Integer Programming

Abstract

Integer linear programming is a powerful tool to tackle major combinatorial optimization problems. We study various theoretical aspects of integer programming:

Integer programming in fixed dimension. Although in general integer linear programming is NP-hard, there is a polynomial algorithm to solve integer programs with a fixed number of variables (Lenstra’s algorithm). The faster algorithm so far was proposed by F. Eisenbrand. We also study parametric integer programming in fixed dimension, where the right-hand side of the constraint system A xb is a parameter and allowed to vary.

Cutting planes. Cutting planes is a crucial ingredient of any integer programming algorithm used in practice, and yet, a very challenging topic from the complexity point view. Thus, it was shown that optimizing over the elementary Chvátal closure of a polyhedron is NP-hard, but can be done efficiently if the dimension is fixed.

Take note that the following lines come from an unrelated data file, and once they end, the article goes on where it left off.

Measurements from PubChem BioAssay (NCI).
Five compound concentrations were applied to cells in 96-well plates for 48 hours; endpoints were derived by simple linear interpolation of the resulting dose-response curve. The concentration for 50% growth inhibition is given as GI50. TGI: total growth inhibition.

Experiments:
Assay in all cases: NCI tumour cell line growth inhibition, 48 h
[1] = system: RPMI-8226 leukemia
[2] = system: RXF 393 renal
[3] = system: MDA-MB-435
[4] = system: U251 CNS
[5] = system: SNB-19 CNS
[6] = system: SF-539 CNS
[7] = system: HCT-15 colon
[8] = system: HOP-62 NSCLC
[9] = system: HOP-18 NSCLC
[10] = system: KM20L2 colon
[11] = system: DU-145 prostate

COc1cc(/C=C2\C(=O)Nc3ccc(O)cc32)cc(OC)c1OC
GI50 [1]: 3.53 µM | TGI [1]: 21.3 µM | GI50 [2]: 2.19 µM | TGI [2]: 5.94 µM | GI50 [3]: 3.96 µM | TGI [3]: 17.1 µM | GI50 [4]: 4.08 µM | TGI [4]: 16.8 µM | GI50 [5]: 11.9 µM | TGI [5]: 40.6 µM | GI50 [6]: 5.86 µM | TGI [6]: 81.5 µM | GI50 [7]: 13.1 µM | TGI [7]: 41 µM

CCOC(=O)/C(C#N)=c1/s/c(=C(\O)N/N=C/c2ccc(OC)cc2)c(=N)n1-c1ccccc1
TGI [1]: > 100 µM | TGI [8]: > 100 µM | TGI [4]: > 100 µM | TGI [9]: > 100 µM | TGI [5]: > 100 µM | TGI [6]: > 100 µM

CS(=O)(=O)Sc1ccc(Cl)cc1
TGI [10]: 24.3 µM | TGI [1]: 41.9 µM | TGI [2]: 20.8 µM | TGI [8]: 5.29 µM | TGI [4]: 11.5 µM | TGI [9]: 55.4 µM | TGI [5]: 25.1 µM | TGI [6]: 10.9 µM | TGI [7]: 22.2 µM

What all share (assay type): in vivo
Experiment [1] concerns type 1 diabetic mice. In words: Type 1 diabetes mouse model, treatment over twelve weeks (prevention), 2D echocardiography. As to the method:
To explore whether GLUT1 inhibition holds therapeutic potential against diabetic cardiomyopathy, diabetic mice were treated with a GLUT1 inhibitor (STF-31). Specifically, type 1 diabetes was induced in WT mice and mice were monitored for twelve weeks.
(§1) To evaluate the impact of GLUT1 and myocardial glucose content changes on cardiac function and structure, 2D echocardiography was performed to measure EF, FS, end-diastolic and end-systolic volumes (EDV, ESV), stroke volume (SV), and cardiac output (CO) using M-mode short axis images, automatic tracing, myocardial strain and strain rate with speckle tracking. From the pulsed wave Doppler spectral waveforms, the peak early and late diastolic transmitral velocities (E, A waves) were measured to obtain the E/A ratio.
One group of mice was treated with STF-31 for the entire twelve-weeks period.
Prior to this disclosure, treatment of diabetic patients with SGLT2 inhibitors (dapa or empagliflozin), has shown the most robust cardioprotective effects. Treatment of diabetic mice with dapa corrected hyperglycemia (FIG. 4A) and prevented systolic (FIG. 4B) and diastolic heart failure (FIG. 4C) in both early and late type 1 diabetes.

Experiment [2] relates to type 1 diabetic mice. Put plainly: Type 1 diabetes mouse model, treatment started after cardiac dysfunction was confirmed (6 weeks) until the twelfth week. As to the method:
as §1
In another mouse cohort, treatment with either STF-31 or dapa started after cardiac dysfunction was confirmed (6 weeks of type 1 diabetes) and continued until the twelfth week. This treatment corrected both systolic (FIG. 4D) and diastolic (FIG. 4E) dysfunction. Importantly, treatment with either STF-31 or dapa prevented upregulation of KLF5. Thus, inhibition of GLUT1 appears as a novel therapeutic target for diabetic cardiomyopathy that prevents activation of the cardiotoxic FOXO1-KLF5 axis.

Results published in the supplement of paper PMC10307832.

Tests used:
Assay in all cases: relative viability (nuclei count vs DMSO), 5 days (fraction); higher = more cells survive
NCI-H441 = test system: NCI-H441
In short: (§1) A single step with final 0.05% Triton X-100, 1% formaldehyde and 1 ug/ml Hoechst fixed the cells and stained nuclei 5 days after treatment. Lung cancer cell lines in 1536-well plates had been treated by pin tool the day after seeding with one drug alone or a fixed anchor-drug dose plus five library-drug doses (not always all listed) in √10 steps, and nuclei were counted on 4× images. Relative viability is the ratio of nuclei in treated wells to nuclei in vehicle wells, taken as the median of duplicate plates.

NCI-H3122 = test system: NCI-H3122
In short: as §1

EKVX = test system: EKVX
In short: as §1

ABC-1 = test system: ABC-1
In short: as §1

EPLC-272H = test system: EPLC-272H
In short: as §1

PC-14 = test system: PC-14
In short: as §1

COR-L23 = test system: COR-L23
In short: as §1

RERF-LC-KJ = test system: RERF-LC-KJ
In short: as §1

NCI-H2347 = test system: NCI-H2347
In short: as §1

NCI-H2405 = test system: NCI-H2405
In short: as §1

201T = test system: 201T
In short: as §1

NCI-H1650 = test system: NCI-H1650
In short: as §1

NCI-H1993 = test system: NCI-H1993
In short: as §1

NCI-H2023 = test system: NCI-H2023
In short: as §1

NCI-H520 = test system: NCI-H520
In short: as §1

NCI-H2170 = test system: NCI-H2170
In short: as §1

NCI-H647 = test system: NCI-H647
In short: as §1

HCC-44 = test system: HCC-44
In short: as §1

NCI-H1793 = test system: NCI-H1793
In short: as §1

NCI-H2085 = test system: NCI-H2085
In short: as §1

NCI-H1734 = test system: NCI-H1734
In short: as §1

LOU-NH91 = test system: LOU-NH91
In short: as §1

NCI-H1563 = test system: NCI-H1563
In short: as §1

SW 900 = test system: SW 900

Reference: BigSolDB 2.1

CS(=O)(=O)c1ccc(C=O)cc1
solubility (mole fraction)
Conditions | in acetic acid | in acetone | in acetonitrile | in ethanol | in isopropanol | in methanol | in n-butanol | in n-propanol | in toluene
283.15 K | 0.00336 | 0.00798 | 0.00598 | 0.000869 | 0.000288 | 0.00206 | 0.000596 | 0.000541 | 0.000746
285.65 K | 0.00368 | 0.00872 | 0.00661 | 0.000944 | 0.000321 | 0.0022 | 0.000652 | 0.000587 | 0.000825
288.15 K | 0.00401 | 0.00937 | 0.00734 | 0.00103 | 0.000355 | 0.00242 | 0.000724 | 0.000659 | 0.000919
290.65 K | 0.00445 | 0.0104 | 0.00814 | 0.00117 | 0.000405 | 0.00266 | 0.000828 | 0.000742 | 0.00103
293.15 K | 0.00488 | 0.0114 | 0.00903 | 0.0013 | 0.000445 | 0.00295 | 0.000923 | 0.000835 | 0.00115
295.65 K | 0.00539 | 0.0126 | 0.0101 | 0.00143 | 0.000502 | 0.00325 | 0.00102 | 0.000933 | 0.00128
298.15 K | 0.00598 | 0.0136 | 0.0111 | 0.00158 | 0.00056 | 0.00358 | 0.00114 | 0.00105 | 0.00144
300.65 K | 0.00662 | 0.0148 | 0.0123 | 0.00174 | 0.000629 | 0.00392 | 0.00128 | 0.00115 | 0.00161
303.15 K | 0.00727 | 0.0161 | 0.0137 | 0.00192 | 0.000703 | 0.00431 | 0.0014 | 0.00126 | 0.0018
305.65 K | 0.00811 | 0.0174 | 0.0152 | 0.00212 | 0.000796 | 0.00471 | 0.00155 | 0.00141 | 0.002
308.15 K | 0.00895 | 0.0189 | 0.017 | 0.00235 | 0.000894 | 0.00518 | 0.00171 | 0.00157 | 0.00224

Integer programming gaps. By the integer programming gap we mean the maximum difference between the optimum of an integer program and the corresponding linear programming relaxation over a predefined family of integer programs. Hence, there is a connexion to the parametric integer programming.

Selected publications

A. Bockmayr, F. Eisenbrand, Cutting planes and the elementary closure in fixed dimension, Mathematics of Operations Research, 26(2):304–312, 2001. [DOI]

F. Eisenbrand, On the membership problem for the elementary closure of a polyhedron, Combinatorica, 19(2):297–300, 1999. [DOI]

F. Eisenbrand, Fast integer programming in fixed dimension, in Algorithms – ESA 2003, vol. 2832 of Lecture Notes in Computer Science, pp. 196–207, 2003. [DOI]

F. Eisenbrand, S. Laue, A linear algorithm for integer programming in the plane, Mathematical Programming 102(2):249–259, 2005. [DOI]

F. Eisenbrand, G. Shmonin, Parametric integer programming in fixed dimension, Mathematics of Operations Research 33(4):839–850, 2008. [DOI]

F. Eisenbrand, G. Shmonin, Carathéodory bounds for integer cones, Operations Research Letters 34(5):564-568, 2006. [DOI]